autoevolution
Car video reviews:
 
FronTear Flagship Teardrop Camper Blends Vintage and Modern Into a Neat Package
For a moment, just close your eyes and think of the sort of mobile habitat you would buy if you had around $15,000. Whatever you imagined, I want you to forget it and get a load of the FronTear camper, a little beauty that's built to include all the essentials for a solid adventure.

FronTear Flagship Teardrop Camper Blends Vintage and Modern Into a Neat Package

FronTear GalleyFronTear GalleyFronTear CamperFronTear CamperFronTear CamperFronTear  Camper InteriorFronTear CamperFronTear Camper InteriorFronTear Camper GalleyFronTear CamperFronTear Camper InteriorFronTear Camper GalleyFronTear CamperFronTear CamperFronTear CamperFronTear CamperFronTear Camper
Folks, FronTear is a teardrop camper designed and built by a crew dubbed Oregon Trailer. Sometimes, they express themselves as Oregon Trail'r. But, no matter how you write their name, this team, initially started out by two brothers from Oregon, shows that they have the right stuff to make it into your garage and summer plans.

Just to get an idea of what's in store for you if you happen to want to buy a FronTear, one of the brothers, Sawyer Christianson, is a professional woodworker, and Jon Christianson is a metal fabricator, CNC operator, and an expert in a diverse range of systems. Starting to get the idea?

Now, FronTear is considered this team's flagship, and that's essential whenever you get to meet a new manufacturer. Looking closely at the images in the gallery, I got the feeling that I was looking at a classic teardrop camper, but one adapted to the modern era.

Getting right to the matter, Oregon Trailer is asking you to dish out at least 14,000 USD (12,788 EUR at current exchange rates) for a standard FronTear. For this price, you'll be getting a shell that comes in with a width of 5 ft (1.52 m), is 8 ft (2.44 m) long (including chassis), and just 4 ft (1.22 m) tall. Sure, you won't be able to stand up straight while inside, but then again, the interior is made mainly for sleeping, storage, and some entertainment. After all, you're supposed to be out on an adventure.

The chassis I mentioned is completed from square tube steel and features a powder coat. While combing through the manufacturer's website, I noticed that this crew is more than happy to take any ideas you may have and apply them to your future FronTear. It's one of the reasons you see an array of finishes and designs in the gallery.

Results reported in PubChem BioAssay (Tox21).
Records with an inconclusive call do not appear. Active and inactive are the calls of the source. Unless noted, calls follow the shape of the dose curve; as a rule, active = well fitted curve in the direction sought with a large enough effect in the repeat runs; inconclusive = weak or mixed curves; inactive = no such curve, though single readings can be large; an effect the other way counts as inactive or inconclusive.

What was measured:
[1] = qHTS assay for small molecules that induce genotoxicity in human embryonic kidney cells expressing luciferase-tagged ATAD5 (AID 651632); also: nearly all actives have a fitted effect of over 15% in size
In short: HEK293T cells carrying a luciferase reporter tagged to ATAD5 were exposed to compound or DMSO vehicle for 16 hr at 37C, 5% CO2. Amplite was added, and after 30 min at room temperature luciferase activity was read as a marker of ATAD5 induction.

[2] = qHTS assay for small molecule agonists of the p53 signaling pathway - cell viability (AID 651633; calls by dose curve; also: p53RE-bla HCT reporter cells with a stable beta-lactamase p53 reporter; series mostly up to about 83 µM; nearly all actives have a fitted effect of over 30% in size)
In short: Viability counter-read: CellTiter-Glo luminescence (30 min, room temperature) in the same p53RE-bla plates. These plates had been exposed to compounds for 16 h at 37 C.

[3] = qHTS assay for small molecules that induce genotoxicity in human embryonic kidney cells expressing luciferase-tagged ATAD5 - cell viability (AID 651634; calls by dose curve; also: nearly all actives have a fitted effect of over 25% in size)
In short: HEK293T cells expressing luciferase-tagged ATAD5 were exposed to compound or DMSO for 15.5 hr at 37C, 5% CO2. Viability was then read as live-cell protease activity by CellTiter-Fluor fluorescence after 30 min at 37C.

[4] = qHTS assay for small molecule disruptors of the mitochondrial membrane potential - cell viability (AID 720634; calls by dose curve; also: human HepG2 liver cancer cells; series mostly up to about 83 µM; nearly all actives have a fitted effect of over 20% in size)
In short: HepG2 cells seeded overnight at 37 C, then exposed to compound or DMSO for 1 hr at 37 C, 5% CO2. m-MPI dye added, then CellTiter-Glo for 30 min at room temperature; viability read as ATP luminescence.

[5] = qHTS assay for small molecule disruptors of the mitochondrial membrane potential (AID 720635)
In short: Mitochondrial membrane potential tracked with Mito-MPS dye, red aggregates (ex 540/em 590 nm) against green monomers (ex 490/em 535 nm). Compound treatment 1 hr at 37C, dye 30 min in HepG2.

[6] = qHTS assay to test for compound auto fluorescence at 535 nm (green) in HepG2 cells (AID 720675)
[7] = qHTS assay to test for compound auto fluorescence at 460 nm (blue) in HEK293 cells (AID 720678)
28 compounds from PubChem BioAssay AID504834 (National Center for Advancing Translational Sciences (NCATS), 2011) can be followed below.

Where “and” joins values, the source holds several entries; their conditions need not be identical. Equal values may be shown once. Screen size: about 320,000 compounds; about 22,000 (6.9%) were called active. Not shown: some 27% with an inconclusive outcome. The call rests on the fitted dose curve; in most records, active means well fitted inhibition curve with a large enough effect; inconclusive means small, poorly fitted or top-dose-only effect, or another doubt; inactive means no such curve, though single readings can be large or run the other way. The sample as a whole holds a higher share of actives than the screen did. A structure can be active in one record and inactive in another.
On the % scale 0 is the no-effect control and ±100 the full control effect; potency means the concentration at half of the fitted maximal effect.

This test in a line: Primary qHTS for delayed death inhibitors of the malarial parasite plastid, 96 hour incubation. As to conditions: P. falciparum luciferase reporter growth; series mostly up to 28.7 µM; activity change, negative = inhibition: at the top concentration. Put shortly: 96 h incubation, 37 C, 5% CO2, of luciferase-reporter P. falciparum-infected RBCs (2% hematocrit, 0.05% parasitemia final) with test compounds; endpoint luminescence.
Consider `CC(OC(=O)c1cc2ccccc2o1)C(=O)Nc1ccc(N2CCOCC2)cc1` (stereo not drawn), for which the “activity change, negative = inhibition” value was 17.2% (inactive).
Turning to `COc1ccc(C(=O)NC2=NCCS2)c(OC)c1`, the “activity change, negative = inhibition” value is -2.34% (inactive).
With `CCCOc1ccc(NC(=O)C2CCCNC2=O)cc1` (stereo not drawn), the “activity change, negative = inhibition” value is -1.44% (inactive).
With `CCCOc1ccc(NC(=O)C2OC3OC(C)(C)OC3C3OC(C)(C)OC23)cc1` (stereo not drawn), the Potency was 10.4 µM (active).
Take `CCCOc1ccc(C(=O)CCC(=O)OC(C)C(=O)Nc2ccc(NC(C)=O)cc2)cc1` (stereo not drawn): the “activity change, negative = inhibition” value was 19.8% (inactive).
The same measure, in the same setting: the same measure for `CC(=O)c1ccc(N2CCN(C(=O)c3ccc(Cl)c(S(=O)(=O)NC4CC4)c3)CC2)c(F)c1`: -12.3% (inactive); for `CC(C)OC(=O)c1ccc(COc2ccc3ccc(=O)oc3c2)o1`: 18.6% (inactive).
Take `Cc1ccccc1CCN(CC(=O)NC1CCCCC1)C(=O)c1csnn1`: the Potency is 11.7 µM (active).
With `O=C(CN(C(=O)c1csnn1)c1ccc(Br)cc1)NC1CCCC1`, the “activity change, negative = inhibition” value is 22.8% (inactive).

While I'll get to the interior shortly, I'd first like to draw your attention to the rear of the trailer. It's here that you'll find the galley, and like most other campers on the market, it's accessible by a hatch that is operated by air springs.

You'll be able to find access to a primarily wooden construction for storing utensils and foodstuffs, a flush countertop with lockable storage, and a sink with a tap. Space to hide your cooktop is integrated into the wooden structure I mentioned. Since I mentioned customizability, yes, you can select from various designs and materials to create your dream galley.

As for the interior living space, it looks like a mattress for two people will be helping you rest your tired bones. Plenty of storage is found sitting above your legs with lockable cabinets, power outlets, and even the possibility to add a small entertainment center.

If you need more than this, again, let Oregon Trailer know what you'd like and go nuts. Maybe you want to integrate a stargazing window, an audio system, or dimmable lighting; the choices are yours, as long as you have the cash to meet your needs.

As I was combing the manufacturer's website for information, I realized that not much is stated about how this camper is built or what materials go into it. However, one page shows you how this crew puts a trailer together, step by step. And to see how your future travel trailer is being built is kind of neat if you ask me.

When I started this article, I mentioned that FronTear is a simple habitat that offers you the essentials to go adventuring tomorrow. Actually, about 6–7 months from now, as that's what this crew's backlog looks like. So, if you like it, get in line.



 
 
 
 
 

Would you like AUTOEVOLUTION to send you notifications?

You will only receive our top stories